Russian-born businessman Arcadi Gaydamak is expected to give up on his plans to run for mayor of Jerusalem after former Shas chairman Aryeh Deri announced yesterday he is running for the same post.
Even though Gaydamak has not made a final decision, his advisers say Deri's candidacy would seriously harm Gaydamak's chances in both the ultra-Orthodox and non-religious communities.
Until a few days ago, Gaydamak's camp acted under the assumption that Deri would not be able to run due to convictions of bribery, fraud and breach of trust in 2000. But yesterday he asked the Central Elections Committee to allow him to run.
Last week Gaydamak decided to liquidate his business holdings in Israel and concentrate on his political activities and Social Justice party, as well as his bid for mayor. Gaydamak's supporters continued to work for him based on the view that Deri was unable to run; just this week four Jerusalem city council members came out in support of Gaydamak.
His advisers also checked whether city councillor Avi Kostelitz, a former deputy chief of the Shin Bet security service, would agree to head Gaydamak's election campaign.
Gaydamak's campaign headquarters also considered publishing a special election newspaper in three versions: one for the ultra-Orthodox community, one for the Arab sector and one for the general public. But Deri's decision to run has changed everything, and Gaydamak, who flew to Moscow yesterday and was unavailable for comment, is now expected to announce he is quitting the race.
Nevertheless, Deri's decision may turn out to be more of a blessing than a curse for Gaydamak, even though he truly wants to be the capital's mayor. Only last week he said he would win, let alone run. His advisers were busy explaining how their data showed that he could come out on top.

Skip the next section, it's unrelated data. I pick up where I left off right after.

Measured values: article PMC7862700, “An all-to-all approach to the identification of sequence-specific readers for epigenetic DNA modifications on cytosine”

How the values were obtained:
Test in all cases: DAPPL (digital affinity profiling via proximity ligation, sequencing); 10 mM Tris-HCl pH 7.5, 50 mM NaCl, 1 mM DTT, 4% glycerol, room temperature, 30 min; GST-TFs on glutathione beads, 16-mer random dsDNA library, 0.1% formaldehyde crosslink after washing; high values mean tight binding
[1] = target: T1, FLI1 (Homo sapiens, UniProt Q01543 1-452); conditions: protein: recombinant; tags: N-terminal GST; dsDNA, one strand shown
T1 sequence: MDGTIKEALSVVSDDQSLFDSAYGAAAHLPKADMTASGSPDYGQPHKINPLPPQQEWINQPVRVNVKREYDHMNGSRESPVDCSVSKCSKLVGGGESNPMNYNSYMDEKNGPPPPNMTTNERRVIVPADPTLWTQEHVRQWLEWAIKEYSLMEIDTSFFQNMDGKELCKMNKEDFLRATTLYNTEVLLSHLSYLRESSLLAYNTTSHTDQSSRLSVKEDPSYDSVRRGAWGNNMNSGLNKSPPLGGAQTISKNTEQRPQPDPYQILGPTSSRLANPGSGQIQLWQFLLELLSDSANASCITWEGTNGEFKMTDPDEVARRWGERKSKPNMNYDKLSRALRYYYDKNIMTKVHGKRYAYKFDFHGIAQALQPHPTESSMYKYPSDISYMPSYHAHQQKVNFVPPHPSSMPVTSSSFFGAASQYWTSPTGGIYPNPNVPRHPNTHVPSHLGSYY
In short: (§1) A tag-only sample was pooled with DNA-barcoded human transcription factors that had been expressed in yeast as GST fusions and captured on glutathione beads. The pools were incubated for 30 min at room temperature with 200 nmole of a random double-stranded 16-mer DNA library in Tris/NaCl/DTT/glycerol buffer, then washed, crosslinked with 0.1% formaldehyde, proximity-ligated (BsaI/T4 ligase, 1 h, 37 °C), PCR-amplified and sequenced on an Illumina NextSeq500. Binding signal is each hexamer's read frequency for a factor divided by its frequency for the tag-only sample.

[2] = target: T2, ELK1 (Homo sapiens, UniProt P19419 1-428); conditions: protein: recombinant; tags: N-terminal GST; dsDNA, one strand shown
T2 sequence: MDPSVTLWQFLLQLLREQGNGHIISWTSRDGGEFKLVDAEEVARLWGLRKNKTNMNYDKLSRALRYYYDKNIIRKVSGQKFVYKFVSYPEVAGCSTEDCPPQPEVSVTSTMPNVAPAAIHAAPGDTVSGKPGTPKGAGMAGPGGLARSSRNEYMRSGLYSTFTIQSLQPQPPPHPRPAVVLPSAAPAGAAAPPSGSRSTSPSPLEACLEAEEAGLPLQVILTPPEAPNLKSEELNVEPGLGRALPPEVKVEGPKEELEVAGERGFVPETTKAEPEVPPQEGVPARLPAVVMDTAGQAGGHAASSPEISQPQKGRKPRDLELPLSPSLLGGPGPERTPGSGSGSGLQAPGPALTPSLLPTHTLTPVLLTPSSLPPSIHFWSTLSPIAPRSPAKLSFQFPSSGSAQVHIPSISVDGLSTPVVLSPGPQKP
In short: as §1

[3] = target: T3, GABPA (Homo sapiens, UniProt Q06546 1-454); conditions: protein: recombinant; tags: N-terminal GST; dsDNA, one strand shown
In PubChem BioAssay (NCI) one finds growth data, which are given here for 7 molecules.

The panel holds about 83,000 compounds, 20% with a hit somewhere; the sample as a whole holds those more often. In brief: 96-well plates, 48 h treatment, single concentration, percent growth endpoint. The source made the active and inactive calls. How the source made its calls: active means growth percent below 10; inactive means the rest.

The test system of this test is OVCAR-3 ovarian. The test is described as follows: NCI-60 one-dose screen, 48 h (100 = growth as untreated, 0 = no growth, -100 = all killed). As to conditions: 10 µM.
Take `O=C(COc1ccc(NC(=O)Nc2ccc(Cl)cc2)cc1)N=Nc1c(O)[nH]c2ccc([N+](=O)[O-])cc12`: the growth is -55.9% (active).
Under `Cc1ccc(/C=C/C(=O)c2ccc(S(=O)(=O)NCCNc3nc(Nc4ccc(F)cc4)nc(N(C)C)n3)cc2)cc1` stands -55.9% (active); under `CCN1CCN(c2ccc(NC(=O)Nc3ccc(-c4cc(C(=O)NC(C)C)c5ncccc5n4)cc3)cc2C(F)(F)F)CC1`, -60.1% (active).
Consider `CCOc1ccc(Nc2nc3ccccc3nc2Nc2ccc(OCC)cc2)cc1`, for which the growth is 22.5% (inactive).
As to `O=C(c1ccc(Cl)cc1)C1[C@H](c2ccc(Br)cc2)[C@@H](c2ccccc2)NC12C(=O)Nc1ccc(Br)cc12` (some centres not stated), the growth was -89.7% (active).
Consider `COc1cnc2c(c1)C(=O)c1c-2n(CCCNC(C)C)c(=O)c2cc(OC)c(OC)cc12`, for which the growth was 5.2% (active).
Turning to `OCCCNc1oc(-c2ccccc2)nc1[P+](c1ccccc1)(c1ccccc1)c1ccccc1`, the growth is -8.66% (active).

Gaydamak spent the past few months quietly campaigning, working from the outermost circles of Jerusalem society to the center. He secretly met with the mufti of Jerusalem, who also represents the Palestinian Authority.
He met also with the Vatican's representative in the Holy Land, and with other religious leaders to help guarantee their support in encouraging East Jerusalem voters to come out on election day. But his announcements of undeniable victory have become more subdued.
Gaydamak's business affairs, which have been filling newspapers' business sections, have eroded his political and public status.
Even if Gaydamak still has huge amounts of money and still deserves the title of "oligarch," his image of being all-powerful, on which he built his political status, has soured.
Deri's candidacy has provided Gaydamak with a respectable way to back down from his desire to be mayor. Many in his inner circle think the time has come to give up on the Jerusalem job and concentrate on the municipal elections in the rest of the country, where Social Justice is running candidates in over 70 local authorities.
While some of Gaydamak's local activists raised doubts yesterday about continuing their activities, Haaretz has learned that Gaydamak is still making efforts to strengthen his position at the municipal level by providing both money and organization.
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